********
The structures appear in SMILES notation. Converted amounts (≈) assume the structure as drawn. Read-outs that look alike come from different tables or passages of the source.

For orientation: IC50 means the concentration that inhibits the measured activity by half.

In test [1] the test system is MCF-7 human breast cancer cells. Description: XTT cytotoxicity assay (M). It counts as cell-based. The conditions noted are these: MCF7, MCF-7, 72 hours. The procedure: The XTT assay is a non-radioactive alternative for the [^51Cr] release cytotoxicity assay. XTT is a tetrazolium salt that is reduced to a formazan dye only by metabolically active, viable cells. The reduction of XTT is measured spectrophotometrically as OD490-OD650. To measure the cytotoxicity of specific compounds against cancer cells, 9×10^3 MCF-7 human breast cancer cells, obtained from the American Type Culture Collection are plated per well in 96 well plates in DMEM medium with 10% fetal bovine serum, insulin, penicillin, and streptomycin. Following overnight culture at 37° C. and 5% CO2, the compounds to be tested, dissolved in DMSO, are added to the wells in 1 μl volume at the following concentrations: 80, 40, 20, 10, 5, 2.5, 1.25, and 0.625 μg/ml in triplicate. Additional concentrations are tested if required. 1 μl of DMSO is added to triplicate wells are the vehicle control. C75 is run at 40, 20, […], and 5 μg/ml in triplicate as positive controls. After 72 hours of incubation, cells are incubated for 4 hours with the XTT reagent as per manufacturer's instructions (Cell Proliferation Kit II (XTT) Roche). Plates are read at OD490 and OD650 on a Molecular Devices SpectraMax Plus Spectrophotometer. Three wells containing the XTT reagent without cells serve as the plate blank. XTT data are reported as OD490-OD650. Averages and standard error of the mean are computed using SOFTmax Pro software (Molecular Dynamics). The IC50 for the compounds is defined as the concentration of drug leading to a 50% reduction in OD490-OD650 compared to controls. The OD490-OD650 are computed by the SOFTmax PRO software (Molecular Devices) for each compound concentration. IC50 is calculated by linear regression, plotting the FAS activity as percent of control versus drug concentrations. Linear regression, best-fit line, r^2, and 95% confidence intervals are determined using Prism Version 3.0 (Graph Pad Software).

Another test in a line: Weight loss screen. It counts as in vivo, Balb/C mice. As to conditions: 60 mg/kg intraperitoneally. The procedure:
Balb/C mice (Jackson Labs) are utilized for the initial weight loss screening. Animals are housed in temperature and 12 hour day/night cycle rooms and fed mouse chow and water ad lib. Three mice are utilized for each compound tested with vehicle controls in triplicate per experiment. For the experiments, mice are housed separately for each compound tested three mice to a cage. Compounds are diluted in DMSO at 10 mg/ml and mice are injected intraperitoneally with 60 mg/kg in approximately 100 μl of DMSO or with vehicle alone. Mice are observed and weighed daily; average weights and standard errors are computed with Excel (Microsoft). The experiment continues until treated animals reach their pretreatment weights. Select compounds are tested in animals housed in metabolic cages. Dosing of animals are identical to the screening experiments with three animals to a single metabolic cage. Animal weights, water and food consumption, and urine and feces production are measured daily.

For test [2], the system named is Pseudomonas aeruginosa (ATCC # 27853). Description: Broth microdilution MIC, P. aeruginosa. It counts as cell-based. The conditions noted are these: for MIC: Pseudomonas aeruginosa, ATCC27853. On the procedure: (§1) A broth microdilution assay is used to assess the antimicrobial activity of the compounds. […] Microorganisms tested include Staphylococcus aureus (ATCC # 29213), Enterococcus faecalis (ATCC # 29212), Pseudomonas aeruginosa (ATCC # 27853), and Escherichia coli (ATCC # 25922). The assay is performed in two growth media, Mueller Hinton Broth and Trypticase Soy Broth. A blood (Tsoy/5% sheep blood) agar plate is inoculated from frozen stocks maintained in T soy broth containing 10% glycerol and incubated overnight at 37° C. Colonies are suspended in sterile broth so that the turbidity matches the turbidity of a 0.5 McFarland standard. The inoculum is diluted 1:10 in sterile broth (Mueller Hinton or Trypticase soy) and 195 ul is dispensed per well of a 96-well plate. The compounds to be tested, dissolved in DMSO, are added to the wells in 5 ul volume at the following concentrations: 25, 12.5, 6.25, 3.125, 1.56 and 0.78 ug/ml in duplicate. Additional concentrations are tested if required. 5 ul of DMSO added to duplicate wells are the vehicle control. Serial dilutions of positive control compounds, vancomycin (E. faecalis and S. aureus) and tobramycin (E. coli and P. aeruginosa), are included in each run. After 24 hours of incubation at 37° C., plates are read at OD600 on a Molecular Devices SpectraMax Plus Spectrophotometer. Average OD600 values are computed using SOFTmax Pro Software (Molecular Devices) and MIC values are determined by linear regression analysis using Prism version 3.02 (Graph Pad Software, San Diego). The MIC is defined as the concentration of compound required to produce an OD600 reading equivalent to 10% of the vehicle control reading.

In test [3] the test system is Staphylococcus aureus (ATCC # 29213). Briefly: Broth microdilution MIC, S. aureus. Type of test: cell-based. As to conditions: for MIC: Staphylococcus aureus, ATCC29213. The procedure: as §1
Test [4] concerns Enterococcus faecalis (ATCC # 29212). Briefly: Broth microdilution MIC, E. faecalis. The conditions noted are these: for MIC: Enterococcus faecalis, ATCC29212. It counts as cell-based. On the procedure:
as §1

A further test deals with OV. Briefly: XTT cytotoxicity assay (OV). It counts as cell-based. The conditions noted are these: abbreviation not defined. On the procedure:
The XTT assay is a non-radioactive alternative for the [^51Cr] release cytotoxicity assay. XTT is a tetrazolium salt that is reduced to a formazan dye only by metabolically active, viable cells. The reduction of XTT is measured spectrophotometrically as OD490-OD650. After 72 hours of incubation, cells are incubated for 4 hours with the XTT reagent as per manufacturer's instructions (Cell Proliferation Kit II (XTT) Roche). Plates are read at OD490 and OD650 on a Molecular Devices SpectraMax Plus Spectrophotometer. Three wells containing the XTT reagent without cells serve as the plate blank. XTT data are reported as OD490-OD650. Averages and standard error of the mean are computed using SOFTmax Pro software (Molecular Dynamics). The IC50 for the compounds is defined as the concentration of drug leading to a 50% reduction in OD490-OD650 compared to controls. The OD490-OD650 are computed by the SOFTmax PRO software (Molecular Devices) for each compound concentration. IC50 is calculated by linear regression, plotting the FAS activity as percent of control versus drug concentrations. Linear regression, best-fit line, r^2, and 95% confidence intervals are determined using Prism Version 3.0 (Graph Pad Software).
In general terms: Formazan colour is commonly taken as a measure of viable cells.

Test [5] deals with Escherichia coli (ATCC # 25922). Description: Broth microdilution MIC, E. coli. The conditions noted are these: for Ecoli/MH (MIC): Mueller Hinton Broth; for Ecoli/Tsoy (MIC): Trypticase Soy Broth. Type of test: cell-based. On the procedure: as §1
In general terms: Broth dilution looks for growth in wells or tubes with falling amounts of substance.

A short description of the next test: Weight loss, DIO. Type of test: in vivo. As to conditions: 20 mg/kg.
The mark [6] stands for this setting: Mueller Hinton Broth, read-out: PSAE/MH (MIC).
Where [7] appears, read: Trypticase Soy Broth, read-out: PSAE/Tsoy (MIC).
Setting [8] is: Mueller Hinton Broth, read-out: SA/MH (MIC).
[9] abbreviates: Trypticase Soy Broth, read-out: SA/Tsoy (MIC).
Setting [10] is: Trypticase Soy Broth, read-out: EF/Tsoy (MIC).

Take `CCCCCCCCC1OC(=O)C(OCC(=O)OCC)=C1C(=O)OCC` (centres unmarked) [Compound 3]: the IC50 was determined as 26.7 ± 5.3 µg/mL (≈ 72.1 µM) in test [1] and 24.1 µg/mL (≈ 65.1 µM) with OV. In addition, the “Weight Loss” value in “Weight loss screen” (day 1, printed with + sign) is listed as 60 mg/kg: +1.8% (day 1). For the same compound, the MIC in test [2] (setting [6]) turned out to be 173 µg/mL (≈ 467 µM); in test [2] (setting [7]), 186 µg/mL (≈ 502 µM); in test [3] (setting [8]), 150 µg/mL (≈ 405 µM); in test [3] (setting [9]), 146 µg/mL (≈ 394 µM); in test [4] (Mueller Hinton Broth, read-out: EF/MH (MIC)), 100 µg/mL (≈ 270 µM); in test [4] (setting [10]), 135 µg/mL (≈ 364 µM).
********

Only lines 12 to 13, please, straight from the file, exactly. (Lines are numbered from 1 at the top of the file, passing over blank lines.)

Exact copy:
In general terms: Formazan colour is commonly taken as a measure of viable cells.

Test [5] deals with Escherichia coli (ATCC # 25922). Description: Broth microdilution MIC, E. coli. The conditions noted are these: for Ecoli/MH (MIC): Mueller Hinton Broth; for Ecoli/Tsoy (MIC): Trypticase Soy Broth. Type of test: cell-based. On the procedure: as §1